Matt says:

Re: Re:

obviously you understand no arguments, as this has nothing to do with a videocam in a movie theatre. Go strawman elsewhere.

Meanwhile, substantial non-commercial infringement is so vague it could be treated as downloading a single song. Substantial by itself has no guidelines. When will people stop using adjectives in bills to try to sum things up?

Anonymous Coward says:

Re: Re: Re:

Here is a portion of his comments pertaining to “substantial, non-commercial infringement”:

There is a section on “Unauthorized Camcording.” This provides that

Each Party shall provide for criminal procedures and penalties to be applied against any person who, without authorization of the holder of copyright or related rights in a motion picture or other audiovisual work, knowingly uses an audiovisual recording device to transmit or make a copy of or transmits to the public the motion picture or other audiovisual work, or any part thereof, from a performance of the motion picture or other audiovisual work in a motion picture exhibition facility open to the public.

IntoTheForge says:

Re: lock down creativity? YES WE CAN!

If Obama has shown one thing, it’s that he’s a man with many faces. He has shown himself to the transmitters of the world the face that everyone wants to see after 8 years of decadent, shameless corruption. His other face is the one that has learned well everything the “good” presidents did right and what the “bad” presidents did profitably. Don’t let the flurry of Do Something Now action coming from the White House, nor His clean, deadpan delivery fool you – Bush set the standard so low even a senator from Illinois could get elected!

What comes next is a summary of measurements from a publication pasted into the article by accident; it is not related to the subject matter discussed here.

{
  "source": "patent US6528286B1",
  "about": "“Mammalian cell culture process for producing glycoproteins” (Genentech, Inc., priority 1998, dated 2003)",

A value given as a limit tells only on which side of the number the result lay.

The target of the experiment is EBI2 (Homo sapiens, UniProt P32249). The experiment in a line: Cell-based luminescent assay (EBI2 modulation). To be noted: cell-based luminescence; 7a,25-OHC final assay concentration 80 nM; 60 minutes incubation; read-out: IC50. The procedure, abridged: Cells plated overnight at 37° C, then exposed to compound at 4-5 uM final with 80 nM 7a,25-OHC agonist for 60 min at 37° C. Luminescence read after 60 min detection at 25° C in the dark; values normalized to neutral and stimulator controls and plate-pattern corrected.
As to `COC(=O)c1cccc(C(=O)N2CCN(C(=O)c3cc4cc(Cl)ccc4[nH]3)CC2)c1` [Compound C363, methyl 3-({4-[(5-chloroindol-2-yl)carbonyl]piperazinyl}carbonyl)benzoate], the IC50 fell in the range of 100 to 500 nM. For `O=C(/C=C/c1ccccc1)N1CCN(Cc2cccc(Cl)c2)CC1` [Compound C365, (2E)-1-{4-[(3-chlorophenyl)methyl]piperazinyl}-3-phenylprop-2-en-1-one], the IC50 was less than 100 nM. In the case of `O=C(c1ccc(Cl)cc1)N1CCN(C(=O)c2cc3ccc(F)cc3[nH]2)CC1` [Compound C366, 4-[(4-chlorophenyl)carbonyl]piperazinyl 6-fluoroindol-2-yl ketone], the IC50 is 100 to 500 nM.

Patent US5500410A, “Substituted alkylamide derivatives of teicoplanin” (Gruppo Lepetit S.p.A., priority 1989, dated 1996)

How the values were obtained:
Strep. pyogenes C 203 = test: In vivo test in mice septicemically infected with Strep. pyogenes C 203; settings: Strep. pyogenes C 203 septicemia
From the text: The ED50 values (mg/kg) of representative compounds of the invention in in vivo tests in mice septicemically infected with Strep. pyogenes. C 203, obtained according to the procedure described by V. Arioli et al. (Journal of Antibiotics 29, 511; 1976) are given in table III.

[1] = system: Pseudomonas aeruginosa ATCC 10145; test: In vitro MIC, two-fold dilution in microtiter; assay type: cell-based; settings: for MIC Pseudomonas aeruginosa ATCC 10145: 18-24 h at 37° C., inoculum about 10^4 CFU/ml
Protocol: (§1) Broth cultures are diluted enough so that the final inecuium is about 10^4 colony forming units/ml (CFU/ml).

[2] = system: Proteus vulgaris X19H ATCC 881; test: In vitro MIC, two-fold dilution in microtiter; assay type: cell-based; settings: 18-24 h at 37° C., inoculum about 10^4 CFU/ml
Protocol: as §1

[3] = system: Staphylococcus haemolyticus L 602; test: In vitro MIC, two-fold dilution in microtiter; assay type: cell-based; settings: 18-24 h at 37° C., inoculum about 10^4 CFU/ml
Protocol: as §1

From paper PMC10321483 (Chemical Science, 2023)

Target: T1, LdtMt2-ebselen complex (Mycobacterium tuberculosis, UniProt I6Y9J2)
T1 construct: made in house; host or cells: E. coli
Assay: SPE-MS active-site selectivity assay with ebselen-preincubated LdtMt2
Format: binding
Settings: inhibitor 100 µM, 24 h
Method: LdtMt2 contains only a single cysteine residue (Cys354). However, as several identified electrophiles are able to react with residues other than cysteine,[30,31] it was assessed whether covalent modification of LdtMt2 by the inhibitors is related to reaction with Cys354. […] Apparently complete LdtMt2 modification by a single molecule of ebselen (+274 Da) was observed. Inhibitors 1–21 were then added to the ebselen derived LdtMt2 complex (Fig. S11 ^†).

Anonymous Coward says:

Re: Re:

Do you remember this?

Last January, Obama wanted to filibuster it. I agreed with him (and I’m often on the conservative side of things).

Somewhere between there and May-July (I can’t remember), Obama became the front-runner. Suddenly, a filibuster to stop warrantless wiretaps wasn’t in the cards.

So Obama won’t stand up to this as long as it’s a small time issue. How do issues get big time? Airtime on commercial media. Who’s writing this treaty?

You see the problem.

JSF (profile) says:

A Good Use For Spam

What someone needs to do is put together a nice spam email about this in the same form as all the ones about dangerous product recalls from 10 years ago, new laws that were defeated 10 years ago, etc. and get folks to send them out. Once in the good old ‘forward to everyone or the world will end’ email loop everyone will eventually hear about this and some people may actually speak up to their elected representatives.

moelarry says:


i agree that criminal penalties where no profit is intended is excessive. Conversely criminal penalties are warranted for commercial use. In fact, let’s extend that to patent protection as firms most often invest far more in patented technologies than others do in copyrighted works. By all means, let’s be even handed and fair.

David Lagesse (user link) says:

ACTA by Anonymous Coward - Feb 4th, 2009 @ 8:58pm

Yes I use Google, I use it a lot.
Just because something is at the ‘top of the page’ or the “number one return” does not necessarily make it the one thing that you are looking for!

Google results for ACTA (Page ONE)
Anti-Counterfeiting Trade Agreement – Wikipedia, the free encyclopedia
Acta – Wikipedia, the free encyclopedia
American Council of Trustees and Alumni (ACTA)
Alameda Corridor Transportation Authority
ACTA Publications
Acta, the classic outliner
ACTA: Assertive Community Treatment Association
Aldrichcimia Acta
Searches related to: ACTA
atca, acta fuel cell, acta holding, acta materialia, acta cryst, electrochimica acta, acta horticulturae, acta cytologica

My original posting still stands. What ‘ACTA’ is, was not mentioned anywhere in the article.